Blood: The Reasons to Give
Thursday 12th June
In England alone, more than 8,000 blood transfusions happen every day. Nevertheless, just 4% of adults are currently donors, even though many would satisfy the eligibility criteria. So what is it that might put people off donating? Below we highlight some important reasons to give blood whenever you can, if you are able to.
You might need it too
Did you know that one in every four of us will need blood over the course of our lifetime?, everyone expects it to be readily available, but very few of us go out of our way to donate it.
Blood can be split
Blood transfusions are needed in a wide range of instances, but with today’s technology, blood can even be split into plasma, platelets, red blood cells and white blood cells. This is called component donation, and it allows, for example, individual parts of the blood to be collected as and when they are needed most. For example, if there is a need for platelets NHS Blood can quickly ask platelet donors to attend a session, which often means you can give blood more regularly if you wish to.
You’re helping more than one person
Some people think that one blood donation won’t make a difference, but if everyone felt this way, then we simply wouldn’t be able to provide blood transfusions at all. In actual fact, just one donation can help up to three adults or 12 babies.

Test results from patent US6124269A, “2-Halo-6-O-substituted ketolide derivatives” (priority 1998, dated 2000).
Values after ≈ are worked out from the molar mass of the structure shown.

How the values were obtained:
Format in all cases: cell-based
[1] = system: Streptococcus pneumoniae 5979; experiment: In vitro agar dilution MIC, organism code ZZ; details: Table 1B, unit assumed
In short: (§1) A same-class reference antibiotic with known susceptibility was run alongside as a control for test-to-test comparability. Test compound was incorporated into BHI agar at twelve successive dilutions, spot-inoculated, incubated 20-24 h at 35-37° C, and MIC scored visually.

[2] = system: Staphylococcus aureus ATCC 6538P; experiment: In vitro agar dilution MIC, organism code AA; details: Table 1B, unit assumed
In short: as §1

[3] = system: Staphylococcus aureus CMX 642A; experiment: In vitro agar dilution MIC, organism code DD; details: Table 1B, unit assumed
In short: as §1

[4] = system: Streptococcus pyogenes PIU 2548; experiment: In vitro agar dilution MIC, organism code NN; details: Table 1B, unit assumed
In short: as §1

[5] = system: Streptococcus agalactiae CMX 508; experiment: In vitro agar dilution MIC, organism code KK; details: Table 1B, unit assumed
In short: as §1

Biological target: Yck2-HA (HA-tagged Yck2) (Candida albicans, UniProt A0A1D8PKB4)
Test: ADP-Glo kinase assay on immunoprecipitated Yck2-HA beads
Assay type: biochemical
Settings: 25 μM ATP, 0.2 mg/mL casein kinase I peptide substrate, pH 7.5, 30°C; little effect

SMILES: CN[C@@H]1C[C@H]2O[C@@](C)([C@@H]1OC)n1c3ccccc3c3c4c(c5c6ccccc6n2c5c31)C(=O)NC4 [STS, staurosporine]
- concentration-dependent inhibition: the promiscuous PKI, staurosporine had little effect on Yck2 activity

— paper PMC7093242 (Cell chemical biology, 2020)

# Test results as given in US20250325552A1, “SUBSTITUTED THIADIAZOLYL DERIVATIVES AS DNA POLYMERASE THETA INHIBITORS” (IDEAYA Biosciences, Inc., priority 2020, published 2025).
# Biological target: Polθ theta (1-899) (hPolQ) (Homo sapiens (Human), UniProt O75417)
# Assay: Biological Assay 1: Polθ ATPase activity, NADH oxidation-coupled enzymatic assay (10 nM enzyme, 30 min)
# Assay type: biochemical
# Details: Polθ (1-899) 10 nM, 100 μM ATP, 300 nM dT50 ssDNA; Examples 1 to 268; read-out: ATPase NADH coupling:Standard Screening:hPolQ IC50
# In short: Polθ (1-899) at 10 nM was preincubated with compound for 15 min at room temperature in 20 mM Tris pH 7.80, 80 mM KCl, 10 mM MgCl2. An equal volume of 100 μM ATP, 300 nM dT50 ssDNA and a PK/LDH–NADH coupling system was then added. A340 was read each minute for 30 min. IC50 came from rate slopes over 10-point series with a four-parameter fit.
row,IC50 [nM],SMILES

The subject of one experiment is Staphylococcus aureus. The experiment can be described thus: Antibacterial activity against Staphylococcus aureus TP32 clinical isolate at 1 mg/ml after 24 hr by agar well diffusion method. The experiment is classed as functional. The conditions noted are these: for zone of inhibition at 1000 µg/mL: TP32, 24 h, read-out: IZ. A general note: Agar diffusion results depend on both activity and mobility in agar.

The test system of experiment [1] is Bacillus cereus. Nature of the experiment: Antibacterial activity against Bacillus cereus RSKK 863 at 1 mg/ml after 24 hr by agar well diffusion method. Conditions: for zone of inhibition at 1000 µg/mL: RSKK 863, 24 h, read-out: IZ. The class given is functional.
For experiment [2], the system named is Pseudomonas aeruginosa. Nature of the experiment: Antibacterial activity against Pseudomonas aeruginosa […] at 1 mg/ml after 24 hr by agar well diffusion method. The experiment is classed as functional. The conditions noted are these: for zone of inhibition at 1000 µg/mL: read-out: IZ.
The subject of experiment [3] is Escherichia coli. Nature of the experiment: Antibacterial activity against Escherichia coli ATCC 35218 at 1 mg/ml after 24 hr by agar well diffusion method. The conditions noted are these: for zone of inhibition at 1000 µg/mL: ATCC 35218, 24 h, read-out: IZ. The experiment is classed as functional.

So many uses
Blood isn’t just used when someone has lost a lot of blood in an injury. Blood can be used in a number of life-saving ways. Anyone from a pregnant woman to a cancer patient could need blood. Blood can even be used to help treat burns and can be life-saving for children with severe anaemia.
It doesn’t last
However, blood can only be stored for so long; red blood cells can be stored for up to 35 days, plasma for a year and platelets can only be stored for seven days. And because it’s difficult to predict the demand for blood, donations are needed all the time.
Quick, easy and pain-free
Giving blood is a really quick and simple process, most people don’t find it painful at all and most people can go back to work on the same day. You are advised to avoid heavy lifting, pushing or picking up heavy objects for a few hours after giving blood, but other than that, you can resume normal activity. It’s now even possible to register online, which will allow you to find a donor session and manage your appointments, making it easier than ever. The biggest reason of all, however, is that by giving blood, you’re giving someone life – it may be the most precious gift you ever give.
It’s likely that you’ll be eligible to give blood, but it makes sense to check that you fit the criteria first. If you have had a piercing or tattoo in the last four months, you’ve recently travelled outside of the UK, or you currently have an infection or are on antibiotics, this can affect your ability to donate.